And there is the question of cold. Not the kind of cold associated with snow and the thermometer plunging below the freezing point for weeks on end, but cold nonetheless. Tequis sits at 5,600 feet of altitude. In the winter months of December, January and February, the days are mostly sunny but the night temperatures often zip down to the freezing mark or barely above. The cold that seems to permeate the stone walls reminds me of the south of France where I spent quite a few miserable weeks huddled under a ton of blankets, afraid to get up in a room that felt like a refrigerated warehouse. There is no central heating in either of these parts of the world. No insulation in the walls either.

The latitude for Tequis is 20º 58; for Oaxaca it is 16º 58, with an altitude a notch above 5,000 feet. AND the city has libraries, the main one with many English books. AND there are hundreds of expats living in Oaxaca. AND the city is renowned for its many artists and artisans. AND it has a university. AND it is renowned also for its culinary confections, its many festivals, its proximity to a great many archaeological sites. AND the state of Oaxaca boasts 500 kms of beaches and bays on the Pacific coast. And I could go on and on. . .

The strange thing is that for years now, when I thought of moving to Mexico, Oaxaca was always my first option. Lately, I found a site posted under that is chockfull of information about Mexico and even has a questionnaire to help determine where to retire based on one’s preferences. I wish I had discovered it before crossing the border. Now, guess what? After filling it, the place that popped up as to where I’d be most likely to find all that matters to me was … OAXACA!

So, Oaxaca here I come! By January end, I’ll have made it there in my motor home. I’ll be looking for a place to live and anxious to discover the area and tell all about it. I’m really excited about the move!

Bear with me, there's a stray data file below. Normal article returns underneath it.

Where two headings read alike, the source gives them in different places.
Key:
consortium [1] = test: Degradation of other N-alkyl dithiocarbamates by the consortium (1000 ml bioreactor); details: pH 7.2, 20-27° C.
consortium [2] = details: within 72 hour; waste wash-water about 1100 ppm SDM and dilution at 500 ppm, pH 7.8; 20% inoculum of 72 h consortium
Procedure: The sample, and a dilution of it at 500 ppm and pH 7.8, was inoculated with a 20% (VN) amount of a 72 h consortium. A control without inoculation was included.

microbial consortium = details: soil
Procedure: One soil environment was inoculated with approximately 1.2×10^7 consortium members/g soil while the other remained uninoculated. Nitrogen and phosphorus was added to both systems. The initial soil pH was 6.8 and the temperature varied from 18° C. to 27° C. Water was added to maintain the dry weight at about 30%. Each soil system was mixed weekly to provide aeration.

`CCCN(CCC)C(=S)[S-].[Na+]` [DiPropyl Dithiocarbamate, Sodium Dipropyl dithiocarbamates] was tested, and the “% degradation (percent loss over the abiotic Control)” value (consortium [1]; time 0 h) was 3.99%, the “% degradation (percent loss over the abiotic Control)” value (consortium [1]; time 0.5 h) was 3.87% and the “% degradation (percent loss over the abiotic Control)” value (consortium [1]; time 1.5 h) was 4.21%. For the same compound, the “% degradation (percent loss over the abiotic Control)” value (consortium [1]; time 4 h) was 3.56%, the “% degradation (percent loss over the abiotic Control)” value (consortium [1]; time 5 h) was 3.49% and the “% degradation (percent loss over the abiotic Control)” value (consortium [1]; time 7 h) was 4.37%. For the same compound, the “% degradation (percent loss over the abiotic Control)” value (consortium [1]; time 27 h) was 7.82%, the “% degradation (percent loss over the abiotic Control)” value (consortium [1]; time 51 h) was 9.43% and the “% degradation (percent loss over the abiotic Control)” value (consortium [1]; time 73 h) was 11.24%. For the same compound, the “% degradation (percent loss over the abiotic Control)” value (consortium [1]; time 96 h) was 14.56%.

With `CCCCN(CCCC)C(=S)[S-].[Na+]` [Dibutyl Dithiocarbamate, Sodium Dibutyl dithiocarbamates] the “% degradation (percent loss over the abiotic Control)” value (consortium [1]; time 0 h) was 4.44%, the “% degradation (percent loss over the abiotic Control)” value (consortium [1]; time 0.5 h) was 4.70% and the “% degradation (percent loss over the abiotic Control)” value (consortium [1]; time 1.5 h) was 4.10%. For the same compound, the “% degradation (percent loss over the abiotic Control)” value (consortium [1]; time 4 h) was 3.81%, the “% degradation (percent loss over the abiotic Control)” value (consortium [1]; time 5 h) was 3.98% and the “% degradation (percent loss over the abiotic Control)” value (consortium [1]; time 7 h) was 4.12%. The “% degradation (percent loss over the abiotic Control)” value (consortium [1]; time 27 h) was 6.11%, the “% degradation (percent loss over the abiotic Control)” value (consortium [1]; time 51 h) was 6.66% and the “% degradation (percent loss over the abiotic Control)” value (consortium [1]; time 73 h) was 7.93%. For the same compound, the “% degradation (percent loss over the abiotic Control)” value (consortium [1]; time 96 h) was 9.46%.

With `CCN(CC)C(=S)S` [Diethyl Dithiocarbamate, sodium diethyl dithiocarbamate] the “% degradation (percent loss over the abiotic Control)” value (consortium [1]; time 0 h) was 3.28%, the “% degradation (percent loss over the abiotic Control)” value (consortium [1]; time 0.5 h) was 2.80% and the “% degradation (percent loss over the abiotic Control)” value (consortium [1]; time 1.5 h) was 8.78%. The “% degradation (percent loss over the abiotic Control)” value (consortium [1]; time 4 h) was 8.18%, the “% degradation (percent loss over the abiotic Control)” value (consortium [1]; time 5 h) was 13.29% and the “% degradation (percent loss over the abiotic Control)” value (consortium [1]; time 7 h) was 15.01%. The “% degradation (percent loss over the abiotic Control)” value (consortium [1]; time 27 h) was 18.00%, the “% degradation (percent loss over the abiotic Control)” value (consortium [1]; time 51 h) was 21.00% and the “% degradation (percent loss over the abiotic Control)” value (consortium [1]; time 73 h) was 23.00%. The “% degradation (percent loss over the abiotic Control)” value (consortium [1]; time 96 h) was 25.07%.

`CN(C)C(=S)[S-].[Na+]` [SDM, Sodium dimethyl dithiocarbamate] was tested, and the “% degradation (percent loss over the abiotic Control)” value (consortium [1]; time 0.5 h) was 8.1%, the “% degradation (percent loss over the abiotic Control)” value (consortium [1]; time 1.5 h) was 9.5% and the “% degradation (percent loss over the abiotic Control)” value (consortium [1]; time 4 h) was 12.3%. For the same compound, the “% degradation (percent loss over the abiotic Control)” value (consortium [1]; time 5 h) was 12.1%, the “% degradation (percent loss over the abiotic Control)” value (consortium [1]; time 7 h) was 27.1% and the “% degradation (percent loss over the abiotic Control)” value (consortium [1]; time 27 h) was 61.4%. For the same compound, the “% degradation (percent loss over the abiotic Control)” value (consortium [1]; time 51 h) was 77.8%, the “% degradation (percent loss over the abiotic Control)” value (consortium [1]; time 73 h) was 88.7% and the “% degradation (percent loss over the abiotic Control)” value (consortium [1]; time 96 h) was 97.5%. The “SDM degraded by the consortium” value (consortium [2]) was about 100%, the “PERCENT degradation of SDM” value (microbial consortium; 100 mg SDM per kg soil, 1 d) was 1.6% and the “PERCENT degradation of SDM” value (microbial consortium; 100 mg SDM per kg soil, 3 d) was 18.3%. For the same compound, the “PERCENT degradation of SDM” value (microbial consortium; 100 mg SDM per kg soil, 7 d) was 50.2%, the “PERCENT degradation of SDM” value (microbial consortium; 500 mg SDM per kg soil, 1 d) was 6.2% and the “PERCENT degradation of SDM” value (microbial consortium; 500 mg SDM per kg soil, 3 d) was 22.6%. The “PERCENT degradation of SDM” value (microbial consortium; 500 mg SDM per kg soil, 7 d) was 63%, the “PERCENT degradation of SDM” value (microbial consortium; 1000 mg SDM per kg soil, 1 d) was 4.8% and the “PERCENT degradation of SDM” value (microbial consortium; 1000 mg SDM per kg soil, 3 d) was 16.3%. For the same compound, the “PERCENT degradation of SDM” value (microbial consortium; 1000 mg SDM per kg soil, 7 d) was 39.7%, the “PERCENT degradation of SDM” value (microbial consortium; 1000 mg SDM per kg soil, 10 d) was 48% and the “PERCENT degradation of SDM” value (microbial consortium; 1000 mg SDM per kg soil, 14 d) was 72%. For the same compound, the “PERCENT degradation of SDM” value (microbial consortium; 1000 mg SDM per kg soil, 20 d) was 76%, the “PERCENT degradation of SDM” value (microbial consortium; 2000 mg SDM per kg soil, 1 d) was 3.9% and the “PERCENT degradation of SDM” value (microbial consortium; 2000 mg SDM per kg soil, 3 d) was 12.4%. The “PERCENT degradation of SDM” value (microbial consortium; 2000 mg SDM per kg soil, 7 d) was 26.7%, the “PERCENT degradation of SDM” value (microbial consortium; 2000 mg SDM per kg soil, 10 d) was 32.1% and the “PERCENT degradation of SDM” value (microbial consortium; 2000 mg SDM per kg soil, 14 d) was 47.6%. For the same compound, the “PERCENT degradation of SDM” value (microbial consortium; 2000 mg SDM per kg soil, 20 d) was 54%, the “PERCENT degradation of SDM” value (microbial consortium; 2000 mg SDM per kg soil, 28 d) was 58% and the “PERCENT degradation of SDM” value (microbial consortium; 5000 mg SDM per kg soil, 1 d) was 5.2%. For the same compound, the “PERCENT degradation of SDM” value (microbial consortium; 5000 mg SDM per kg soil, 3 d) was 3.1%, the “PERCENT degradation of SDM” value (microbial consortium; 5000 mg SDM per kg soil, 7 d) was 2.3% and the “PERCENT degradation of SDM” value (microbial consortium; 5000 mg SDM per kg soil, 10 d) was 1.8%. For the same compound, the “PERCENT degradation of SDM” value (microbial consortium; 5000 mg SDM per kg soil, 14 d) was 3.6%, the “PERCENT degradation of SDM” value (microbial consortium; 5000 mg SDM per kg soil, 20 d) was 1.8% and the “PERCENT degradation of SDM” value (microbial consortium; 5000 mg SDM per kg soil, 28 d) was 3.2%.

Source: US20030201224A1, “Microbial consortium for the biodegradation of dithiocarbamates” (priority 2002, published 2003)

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Saturday, January 2, 2010

Time to Ponder – and CARPE DIEM


When one makes such a drastic change in one’s life as moving to a new country, abandoning a vagabond way of life for good, learning new customs, a new language, it requires at first much thought to ponder the necessity for such changes, then much energy to implement the transition, and finally much patience with oneself to acquire a certain ease with the new “just about everything”.

At first, it was akin to a honeymoon and like all honeymoons, it was followed by a reality check. All this I have met with either vigour, at times ease and even zest, seldom with any trepidation. The problem with being a vagabond for years, is that there is always a more enticing place; the road beckons and its lure never abates. Yet, however much the spirit may urge one to seek farther horizons, the body sometimes begs for rest, tranquility, for less activity, and please, please? . . . less work? I suppose that this is the case as far as I am concerned. Besides, despite my very positive attitude on ageing, I must face reckoning with a lessening of energy. Not necessarily sickness, just being plain tired. So, I suppose that finally staying put at age 70 is “…about time!”